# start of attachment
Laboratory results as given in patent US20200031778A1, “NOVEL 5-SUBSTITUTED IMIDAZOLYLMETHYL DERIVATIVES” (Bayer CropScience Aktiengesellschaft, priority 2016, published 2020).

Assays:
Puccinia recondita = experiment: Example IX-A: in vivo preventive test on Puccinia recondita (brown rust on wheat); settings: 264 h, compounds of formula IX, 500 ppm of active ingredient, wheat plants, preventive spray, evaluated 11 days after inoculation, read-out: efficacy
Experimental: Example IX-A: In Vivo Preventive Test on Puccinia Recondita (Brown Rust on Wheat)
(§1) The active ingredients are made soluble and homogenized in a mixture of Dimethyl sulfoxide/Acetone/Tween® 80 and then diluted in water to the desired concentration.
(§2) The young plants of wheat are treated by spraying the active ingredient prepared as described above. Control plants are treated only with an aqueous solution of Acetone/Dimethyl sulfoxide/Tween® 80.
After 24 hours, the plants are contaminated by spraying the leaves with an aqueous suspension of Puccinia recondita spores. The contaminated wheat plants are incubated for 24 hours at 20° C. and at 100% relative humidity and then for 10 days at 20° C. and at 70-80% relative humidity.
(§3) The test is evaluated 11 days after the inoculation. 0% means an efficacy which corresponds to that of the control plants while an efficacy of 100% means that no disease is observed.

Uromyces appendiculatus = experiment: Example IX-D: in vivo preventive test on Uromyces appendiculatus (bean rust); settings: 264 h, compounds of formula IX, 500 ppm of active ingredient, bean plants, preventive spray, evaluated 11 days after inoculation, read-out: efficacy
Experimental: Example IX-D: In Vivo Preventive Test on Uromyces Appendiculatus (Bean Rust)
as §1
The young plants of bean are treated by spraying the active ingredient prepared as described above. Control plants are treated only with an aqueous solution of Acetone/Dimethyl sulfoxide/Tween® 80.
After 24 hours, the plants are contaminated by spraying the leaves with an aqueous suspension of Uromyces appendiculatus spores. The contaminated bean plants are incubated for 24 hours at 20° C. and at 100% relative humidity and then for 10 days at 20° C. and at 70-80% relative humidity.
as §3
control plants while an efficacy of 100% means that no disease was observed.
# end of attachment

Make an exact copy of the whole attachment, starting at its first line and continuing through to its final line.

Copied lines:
Laboratory results as given in patent US20200031778A1, “NOVEL 5-SUBSTITUTED IMIDAZOLYLMETHYL DERIVATIVES” (Bayer CropScience Aktiengesellschaft, priority 2016, published 2020).

Assays:
Puccinia recondita = experiment: Example IX-A: in vivo preventive test on Puccinia recondita (brown rust on wheat); settings: 264 h, compounds of formula IX, 500 ppm of active ingredient, wheat plants, preventive spray, evaluated 11 days after inoculation, read-out: efficacy
Experimental: Example IX-A: In Vivo Preventive Test on Puccinia Recondita (Brown Rust on Wheat)
(§1) The active ingredients are made soluble and homogenized in a mixture of Dimethyl sulfoxide/Acetone/Tween® 80 and then diluted in water to the desired concentration.
(§2) The young plants of wheat are treated by spraying the active ingredient prepared as described above. Control plants are treated only with an aqueous solution of Acetone/Dimethyl sulfoxide/Tween® 80.
After 24 hours, the plants are contaminated by spraying the leaves with an aqueous suspension of Puccinia recondita spores. The contaminated wheat plants are incubated for 24 hours at 20° C. and at 100% relative humidity and then for 10 days at 20° C. and at 70-80% relative humidity.
(§3) The test is evaluated 11 days after the inoculation. 0% means an efficacy which corresponds to that of the control plants while an efficacy of 100% means that no disease is observed.

Uromyces appendiculatus = experiment: Example IX-D: in vivo preventive test on Uromyces appendiculatus (bean rust); settings: 264 h, compounds of formula IX, 500 ppm of active ingredient, bean plants, preventive spray, evaluated 11 days after inoculation, read-out: efficacy
Experimental: Example IX-D: In Vivo Preventive Test on Uromyces Appendiculatus (Bean Rust)
as §1
The young plants of bean are treated by spraying the active ingredient prepared as described above. Control plants are treated only with an aqueous solution of Acetone/Dimethyl sulfoxide/Tween® 80.
After 24 hours, the plants are contaminated by spraying the leaves with an aqueous suspension of Uromyces appendiculatus spores. The contaminated bean plants are incubated for 24 hours at 20° C. and at 100% relative humidity and then for 10 days at 20° C. and at 70-80% relative humidity.
as §3
control plants while an efficacy of 100% means that no disease was observed.